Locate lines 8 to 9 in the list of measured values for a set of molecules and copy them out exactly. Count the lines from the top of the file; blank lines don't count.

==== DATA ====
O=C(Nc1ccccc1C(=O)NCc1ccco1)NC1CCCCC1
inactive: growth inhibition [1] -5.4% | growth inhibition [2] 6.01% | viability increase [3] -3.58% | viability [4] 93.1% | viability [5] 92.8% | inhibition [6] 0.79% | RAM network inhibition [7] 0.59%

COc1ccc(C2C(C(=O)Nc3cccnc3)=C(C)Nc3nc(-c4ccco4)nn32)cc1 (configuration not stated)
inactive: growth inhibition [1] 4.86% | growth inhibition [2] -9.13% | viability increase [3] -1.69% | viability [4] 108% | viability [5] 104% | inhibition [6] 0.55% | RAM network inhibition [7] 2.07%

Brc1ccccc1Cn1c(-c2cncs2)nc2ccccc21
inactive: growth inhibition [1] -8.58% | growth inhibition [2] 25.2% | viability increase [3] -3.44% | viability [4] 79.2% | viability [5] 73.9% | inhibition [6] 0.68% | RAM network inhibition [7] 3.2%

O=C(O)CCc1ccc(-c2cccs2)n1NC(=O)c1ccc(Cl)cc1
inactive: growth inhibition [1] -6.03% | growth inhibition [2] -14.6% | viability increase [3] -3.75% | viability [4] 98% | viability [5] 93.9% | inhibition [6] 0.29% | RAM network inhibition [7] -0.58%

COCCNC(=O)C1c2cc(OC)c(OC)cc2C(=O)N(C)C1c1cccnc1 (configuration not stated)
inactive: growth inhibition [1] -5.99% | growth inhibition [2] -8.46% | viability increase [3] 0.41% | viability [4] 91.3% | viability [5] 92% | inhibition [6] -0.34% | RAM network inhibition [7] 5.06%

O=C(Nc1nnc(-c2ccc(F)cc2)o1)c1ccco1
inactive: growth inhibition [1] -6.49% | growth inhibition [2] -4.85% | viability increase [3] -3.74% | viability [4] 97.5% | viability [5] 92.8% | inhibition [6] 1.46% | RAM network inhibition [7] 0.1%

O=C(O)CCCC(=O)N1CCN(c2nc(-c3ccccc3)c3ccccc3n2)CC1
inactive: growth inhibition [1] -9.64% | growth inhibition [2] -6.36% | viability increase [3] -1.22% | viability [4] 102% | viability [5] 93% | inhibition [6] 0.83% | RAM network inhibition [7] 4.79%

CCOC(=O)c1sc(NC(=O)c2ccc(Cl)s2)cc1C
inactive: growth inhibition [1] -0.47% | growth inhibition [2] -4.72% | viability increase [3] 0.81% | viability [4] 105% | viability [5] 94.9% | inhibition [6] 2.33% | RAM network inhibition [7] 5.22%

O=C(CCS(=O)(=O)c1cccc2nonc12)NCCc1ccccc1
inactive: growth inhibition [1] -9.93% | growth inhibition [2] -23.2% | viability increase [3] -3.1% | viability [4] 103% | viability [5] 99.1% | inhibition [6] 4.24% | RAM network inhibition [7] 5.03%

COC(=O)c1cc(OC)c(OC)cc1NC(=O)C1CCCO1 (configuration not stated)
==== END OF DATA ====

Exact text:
inactive: growth inhibition [1] -6.03% | growth inhibition [2] -14.6% | viability increase [3] -3.75% | viability [4] 98% | viability [5] 93.9% | inhibition [6] 0.29% | RAM network inhibition [7] -0.58%

COCCNC(=O)C1c2cc(OC)c(OC)cc2C(=O)N(C)C1c1cccnc1 (configuration not stated)